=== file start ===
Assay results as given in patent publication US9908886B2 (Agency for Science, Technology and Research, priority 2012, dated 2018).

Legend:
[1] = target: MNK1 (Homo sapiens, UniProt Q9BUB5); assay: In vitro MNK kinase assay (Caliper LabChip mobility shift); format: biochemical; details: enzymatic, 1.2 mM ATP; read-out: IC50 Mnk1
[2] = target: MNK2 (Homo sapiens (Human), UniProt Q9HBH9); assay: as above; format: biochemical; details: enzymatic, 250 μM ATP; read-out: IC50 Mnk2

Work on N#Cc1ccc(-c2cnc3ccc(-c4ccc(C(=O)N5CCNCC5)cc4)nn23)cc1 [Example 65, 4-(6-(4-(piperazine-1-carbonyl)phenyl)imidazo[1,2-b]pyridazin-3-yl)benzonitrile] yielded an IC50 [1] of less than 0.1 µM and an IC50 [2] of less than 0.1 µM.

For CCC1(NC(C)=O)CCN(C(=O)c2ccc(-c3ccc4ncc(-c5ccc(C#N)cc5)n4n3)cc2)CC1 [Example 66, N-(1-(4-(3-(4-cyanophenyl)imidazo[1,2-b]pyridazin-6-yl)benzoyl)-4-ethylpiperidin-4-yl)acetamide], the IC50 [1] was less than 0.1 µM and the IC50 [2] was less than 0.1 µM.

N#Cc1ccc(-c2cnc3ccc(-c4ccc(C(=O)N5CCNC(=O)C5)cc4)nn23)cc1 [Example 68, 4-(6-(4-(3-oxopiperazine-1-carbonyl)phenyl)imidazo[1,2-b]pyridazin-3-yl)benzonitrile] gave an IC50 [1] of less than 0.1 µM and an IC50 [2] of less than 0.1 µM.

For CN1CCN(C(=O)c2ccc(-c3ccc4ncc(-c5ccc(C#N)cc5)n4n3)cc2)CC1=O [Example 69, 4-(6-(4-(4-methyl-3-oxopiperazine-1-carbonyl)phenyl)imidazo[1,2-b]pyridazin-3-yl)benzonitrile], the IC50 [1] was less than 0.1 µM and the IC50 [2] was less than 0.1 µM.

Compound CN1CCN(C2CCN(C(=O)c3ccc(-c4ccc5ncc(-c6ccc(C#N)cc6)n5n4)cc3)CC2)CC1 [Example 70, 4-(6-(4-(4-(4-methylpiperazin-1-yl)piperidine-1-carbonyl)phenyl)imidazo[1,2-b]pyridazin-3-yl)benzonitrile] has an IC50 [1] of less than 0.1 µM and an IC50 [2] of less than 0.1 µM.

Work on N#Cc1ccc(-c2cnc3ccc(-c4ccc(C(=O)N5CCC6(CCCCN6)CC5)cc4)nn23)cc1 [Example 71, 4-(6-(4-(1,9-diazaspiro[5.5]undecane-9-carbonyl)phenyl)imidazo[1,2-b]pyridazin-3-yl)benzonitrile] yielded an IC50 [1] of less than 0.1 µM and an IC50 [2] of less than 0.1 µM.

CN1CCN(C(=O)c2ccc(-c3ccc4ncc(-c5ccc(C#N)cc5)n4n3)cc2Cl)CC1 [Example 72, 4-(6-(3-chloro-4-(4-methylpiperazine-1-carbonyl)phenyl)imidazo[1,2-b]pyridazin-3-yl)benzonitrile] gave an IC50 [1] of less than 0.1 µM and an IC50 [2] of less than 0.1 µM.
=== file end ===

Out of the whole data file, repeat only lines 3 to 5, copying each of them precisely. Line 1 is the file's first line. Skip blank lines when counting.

[1] = target: MNK1 (Homo sapiens, UniProt Q9BUB5); assay: In vitro MNK kinase assay (Caliper LabChip mobility shift); format: biochemical; details: enzymatic, 1.2 mM ATP; read-out: IC50 Mnk1
[2] = target: MNK2 (Homo sapiens (Human), UniProt Q9HBH9); assay: as above; format: biochemical; details: enzymatic, 250 μM ATP; read-out: IC50 Mnk2

Work on N#Cc1ccc(-c2cnc3ccc(-c4ccc(C(=O)N5CCNCC5)cc4)nn23)cc1 [Example 65, 4-(6-(4-(piperazine-1-carbonyl)phenyl)imidazo[1,2-b]pyridazin-3-yl)benzonitrile] yielded an IC50 [1] of less than 0.1 µM and an IC50 [2] of less than 0.1 µM.